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Jul 19, 2019 9:02:10 PM

Rental market gains momentum as financial pressure property sales increase

Topics: Selling, Richard Gray, Financial Advice, Harcourts Real Estate 0

According to the latest FNB Property Barometer Survey data shows that “Downscaling because of life stage” dominates as the most prominent reason for selling a property in SA, with such sales accounting for 23% of all sales in 2Q19, the same as in 1Q19.  However, what is most concerning is that “Downscaling due to financial pressure” has become increasingly prominent in the past year; the estimated proportion of such sales jumped to 19% in 2Q19 from 16% in 1Q19.

FNB Economist, Siphamandla Mkhwanazi, explains that this is consistent with their view that household finances are under pressure. Of those who sell due to financial pressure, around 60% now opt for the rental market, as opposed to a cheaper property. However, these trends do not appear to have benefited the rental market yet, as flat vacancies have continued rising and rental inflation is still muted.

This is supported by recent data released which shows that the proportion of new flats and townhouses (as % of total new housing units) is trending significantly above its long-term average of around 30%. Year-to-date, these units have accounted for approximately 60% of new stock, up from 29% in 2015 and 13% in 2000. This could be explained by the increasingly urbanising population, rising densification in the metros, as well as the changing consumer preferences (e.g. buyers are now more security conscious in their buying decisions).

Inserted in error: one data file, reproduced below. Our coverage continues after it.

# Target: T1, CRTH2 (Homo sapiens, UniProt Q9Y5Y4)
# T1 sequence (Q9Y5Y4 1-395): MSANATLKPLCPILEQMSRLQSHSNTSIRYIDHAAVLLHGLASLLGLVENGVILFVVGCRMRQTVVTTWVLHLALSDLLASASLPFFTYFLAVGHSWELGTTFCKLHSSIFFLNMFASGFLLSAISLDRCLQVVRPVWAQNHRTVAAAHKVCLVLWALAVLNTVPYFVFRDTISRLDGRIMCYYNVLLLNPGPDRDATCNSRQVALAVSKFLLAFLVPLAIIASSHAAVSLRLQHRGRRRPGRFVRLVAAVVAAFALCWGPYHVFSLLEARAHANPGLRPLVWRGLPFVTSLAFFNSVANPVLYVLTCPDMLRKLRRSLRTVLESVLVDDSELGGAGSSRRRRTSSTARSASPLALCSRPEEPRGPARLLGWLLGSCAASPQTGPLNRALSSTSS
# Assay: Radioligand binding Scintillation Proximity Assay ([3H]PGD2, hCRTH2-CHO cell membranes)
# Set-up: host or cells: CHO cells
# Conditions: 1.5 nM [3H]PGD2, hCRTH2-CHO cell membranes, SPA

Consumers remain under pressure as recent data showcases that many South Africans are having to tighten their belts even with regards to basic necessities. The trend to downscale from buyer activity to rental properties has risen largely due to the financial implications originating from the economic instability of the country. Unfortunately, the periodical reduction in the petrol price does not come into play when consumers are making long term decisions as the fluctuation occurs too often.

Another major reason for the rise in demand for flats and townhouses are the advantages of safety.  Crime remains a major issue in South Africa and this uncomfortable truth undoubtedly plays a part when tenants select property options. Many complexes and estates have state-of-the-art security systems as well as armed response. In addition, the sense of community and the close proximity of neighbours makes many people feel much safer.

Taking these factors into consideration and the advantage of affordability there is no doubt why the demand for rental properties is rising so sharply. However, we feel there is certainly a change in sentiment and that the outlook for the second half of the year looks far more promising.

Statement by
Richard Gray

Harcourts Africa Chief Executive Officer